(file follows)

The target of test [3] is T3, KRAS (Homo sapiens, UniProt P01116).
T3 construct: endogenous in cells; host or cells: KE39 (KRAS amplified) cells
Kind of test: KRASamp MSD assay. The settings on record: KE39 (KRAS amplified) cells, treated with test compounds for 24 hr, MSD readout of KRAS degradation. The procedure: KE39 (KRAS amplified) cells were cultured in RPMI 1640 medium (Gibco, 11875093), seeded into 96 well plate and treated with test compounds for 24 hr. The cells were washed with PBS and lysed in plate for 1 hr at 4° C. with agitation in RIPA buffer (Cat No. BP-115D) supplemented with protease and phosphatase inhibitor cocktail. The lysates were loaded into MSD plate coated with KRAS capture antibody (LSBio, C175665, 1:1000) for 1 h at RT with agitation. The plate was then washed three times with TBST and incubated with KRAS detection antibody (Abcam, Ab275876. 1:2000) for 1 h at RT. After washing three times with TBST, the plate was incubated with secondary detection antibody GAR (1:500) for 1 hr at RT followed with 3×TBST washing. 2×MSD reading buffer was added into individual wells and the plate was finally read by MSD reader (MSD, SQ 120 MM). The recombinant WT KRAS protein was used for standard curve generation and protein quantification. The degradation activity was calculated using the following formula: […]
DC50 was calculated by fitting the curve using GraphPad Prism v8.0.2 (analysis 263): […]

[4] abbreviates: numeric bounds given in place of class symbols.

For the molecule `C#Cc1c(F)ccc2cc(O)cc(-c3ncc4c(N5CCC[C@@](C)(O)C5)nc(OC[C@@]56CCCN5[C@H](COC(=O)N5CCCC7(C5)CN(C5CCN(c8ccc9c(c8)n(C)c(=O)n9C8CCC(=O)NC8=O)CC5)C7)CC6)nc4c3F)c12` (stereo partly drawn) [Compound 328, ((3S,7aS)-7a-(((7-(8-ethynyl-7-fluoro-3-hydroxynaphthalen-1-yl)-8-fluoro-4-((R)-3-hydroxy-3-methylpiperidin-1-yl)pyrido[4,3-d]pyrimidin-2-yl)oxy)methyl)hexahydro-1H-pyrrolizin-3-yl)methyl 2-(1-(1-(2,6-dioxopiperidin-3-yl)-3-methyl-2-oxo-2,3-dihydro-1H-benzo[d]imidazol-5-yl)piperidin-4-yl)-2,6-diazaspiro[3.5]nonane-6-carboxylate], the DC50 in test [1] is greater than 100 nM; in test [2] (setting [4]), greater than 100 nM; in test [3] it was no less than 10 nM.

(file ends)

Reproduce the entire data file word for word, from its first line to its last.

The target of test [3] is T3, KRAS (Homo sapiens, UniProt P01116).
T3 construct: endogenous in cells; host or cells: KE39 (KRAS amplified) cells
Kind of test: KRASamp MSD assay. The settings on record: KE39 (KRAS amplified) cells, treated with test compounds for 24 hr, MSD readout of KRAS degradation. The procedure: KE39 (KRAS amplified) cells were cultured in RPMI 1640 medium (Gibco, 11875093), seeded into 96 well plate and treated with test compounds for 24 hr. The cells were washed with PBS and lysed in plate for 1 hr at 4° C. with agitation in RIPA buffer (Cat No. BP-115D) supplemented with protease and phosphatase inhibitor cocktail. The lysates were loaded into MSD plate coated with KRAS capture antibody (LSBio, C175665, 1:1000) for 1 h at RT with agitation. The plate was then washed three times with TBST and incubated with KRAS detection antibody (Abcam, Ab275876. 1:2000) for 1 h at RT. After washing three times with TBST, the plate was incubated with secondary detection antibody GAR (1:500) for 1 hr at RT followed with 3×TBST washing. 2×MSD reading buffer was added into individual wells and the plate was finally read by MSD reader (MSD, SQ 120 MM). The recombinant WT KRAS protein was used for standard curve generation and protein quantification. The degradation activity was calculated using the following formula: […]
DC50 was calculated by fitting the curve using GraphPad Prism v8.0.2 (analysis 263): […]

[4] abbreviates: numeric bounds given in place of class symbols.

For the molecule `C#Cc1c(F)ccc2cc(O)cc(-c3ncc4c(N5CCC[C@@](C)(O)C5)nc(OC[C@@]56CCCN5[C@H](COC(=O)N5CCCC7(C5)CN(C5CCN(c8ccc9c(c8)n(C)c(=O)n9C8CCC(=O)NC8=O)CC5)C7)CC6)nc4c3F)c12` (stereo partly drawn) [Compound 328, ((3S,7aS)-7a-(((7-(8-ethynyl-7-fluoro-3-hydroxynaphthalen-1-yl)-8-fluoro-4-((R)-3-hydroxy-3-methylpiperidin-1-yl)pyrido[4,3-d]pyrimidin-2-yl)oxy)methyl)hexahydro-1H-pyrrolizin-3-yl)methyl 2-(1-(1-(2,6-dioxopiperidin-3-yl)-3-methyl-2-oxo-2,3-dihydro-1H-benzo[d]imidazol-5-yl)piperidin-4-yl)-2,6-diazaspiro[3.5]nonane-6-carboxylate], the DC50 in test [1] is greater than 100 nM; in test [2] (setting [4]), greater than 100 nM; in test [3] it was no less than 10 nM.